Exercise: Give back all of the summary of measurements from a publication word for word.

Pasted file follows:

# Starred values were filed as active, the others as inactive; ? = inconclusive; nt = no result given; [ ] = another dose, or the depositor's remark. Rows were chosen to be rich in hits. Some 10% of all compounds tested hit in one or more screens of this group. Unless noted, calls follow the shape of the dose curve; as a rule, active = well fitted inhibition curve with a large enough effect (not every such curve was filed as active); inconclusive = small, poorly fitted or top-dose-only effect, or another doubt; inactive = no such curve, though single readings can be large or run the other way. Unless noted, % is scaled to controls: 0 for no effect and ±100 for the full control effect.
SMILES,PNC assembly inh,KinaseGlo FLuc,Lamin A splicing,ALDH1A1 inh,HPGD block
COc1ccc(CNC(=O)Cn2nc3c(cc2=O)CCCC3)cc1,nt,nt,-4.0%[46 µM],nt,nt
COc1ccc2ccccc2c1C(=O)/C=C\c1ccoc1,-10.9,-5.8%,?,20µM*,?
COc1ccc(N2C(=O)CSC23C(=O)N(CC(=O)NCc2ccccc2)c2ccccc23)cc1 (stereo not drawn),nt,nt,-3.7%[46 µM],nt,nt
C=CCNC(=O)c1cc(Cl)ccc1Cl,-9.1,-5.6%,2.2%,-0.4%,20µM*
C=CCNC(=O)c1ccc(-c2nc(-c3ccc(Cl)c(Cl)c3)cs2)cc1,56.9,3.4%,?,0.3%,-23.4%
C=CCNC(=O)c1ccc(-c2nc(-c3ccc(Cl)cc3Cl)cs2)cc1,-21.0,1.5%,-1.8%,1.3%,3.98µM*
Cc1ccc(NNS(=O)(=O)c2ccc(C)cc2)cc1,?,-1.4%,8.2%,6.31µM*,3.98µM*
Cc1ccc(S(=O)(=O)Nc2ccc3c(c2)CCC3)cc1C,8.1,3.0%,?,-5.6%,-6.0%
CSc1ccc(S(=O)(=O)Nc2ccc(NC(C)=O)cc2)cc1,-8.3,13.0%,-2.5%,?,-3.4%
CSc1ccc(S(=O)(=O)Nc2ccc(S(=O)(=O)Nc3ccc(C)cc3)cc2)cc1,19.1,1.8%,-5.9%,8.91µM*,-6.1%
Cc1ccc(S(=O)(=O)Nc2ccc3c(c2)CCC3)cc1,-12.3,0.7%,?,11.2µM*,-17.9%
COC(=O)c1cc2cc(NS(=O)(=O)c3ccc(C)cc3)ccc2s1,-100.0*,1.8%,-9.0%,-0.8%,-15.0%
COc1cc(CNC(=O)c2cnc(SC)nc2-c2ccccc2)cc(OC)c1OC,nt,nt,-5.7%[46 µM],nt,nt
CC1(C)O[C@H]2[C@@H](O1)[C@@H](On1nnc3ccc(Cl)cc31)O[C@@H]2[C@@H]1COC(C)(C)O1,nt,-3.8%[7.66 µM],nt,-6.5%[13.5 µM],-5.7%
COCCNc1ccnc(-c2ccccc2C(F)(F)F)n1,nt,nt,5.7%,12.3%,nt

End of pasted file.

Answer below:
# Starred values were filed as active, the others as inactive; ? = inconclusive; nt = no result given; [ ] = another dose, or the depositor's remark. Rows were chosen to be rich in hits. Some 10% of all compounds tested hit in one or more screens of this group. Unless noted, calls follow the shape of the dose curve; as a rule, active = well fitted inhibition curve with a large enough effect (not every such curve was filed as active); inconclusive = small, poorly fitted or top-dose-only effect, or another doubt; inactive = no such curve, though single readings can be large or run the other way. Unless noted, % is scaled to controls: 0 for no effect and ±100 for the full control effect.
SMILES,PNC assembly inh,KinaseGlo FLuc,Lamin A splicing,ALDH1A1 inh,HPGD block
COc1ccc(CNC(=O)Cn2nc3c(cc2=O)CCCC3)cc1,nt,nt,-4.0%[46 µM],nt,nt
COc1ccc2ccccc2c1C(=O)/C=C\c1ccoc1,-10.9,-5.8%,?,20µM*,?
COc1ccc(N2C(=O)CSC23C(=O)N(CC(=O)NCc2ccccc2)c2ccccc23)cc1 (stereo not drawn),nt,nt,-3.7%[46 µM],nt,nt
C=CCNC(=O)c1cc(Cl)ccc1Cl,-9.1,-5.6%,2.2%,-0.4%,20µM*
C=CCNC(=O)c1ccc(-c2nc(-c3ccc(Cl)c(Cl)c3)cs2)cc1,56.9,3.4%,?,0.3%,-23.4%
C=CCNC(=O)c1ccc(-c2nc(-c3ccc(Cl)cc3Cl)cs2)cc1,-21.0,1.5%,-1.8%,1.3%,3.98µM*
Cc1ccc(NNS(=O)(=O)c2ccc(C)cc2)cc1,?,-1.4%,8.2%,6.31µM*,3.98µM*
Cc1ccc(S(=O)(=O)Nc2ccc3c(c2)CCC3)cc1C,8.1,3.0%,?,-5.6%,-6.0%
CSc1ccc(S(=O)(=O)Nc2ccc(NC(C)=O)cc2)cc1,-8.3,13.0%,-2.5%,?,-3.4%
CSc1ccc(S(=O)(=O)Nc2ccc(S(=O)(=O)Nc3ccc(C)cc3)cc2)cc1,19.1,1.8%,-5.9%,8.91µM*,-6.1%
Cc1ccc(S(=O)(=O)Nc2ccc3c(c2)CCC3)cc1,-12.3,0.7%,?,11.2µM*,-17.9%
COC(=O)c1cc2cc(NS(=O)(=O)c3ccc(C)cc3)ccc2s1,-100.0*,1.8%,-9.0%,-0.8%,-15.0%
COc1cc(CNC(=O)c2cnc(SC)nc2-c2ccccc2)cc(OC)c1OC,nt,nt,-5.7%[46 µM],nt,nt
CC1(C)O[C@H]2[C@@H](O1)[C@@H](On1nnc3ccc(Cl)cc31)O[C@@H]2[C@@H]1COC(C)(C)O1,nt,-3.8%[7.66 µM],nt,-6.5%[13.5 µM],-5.7%
COCCNc1ccnc(-c2ccccc2C(F)(F)F)n1,nt,nt,5.7%,12.3%,nt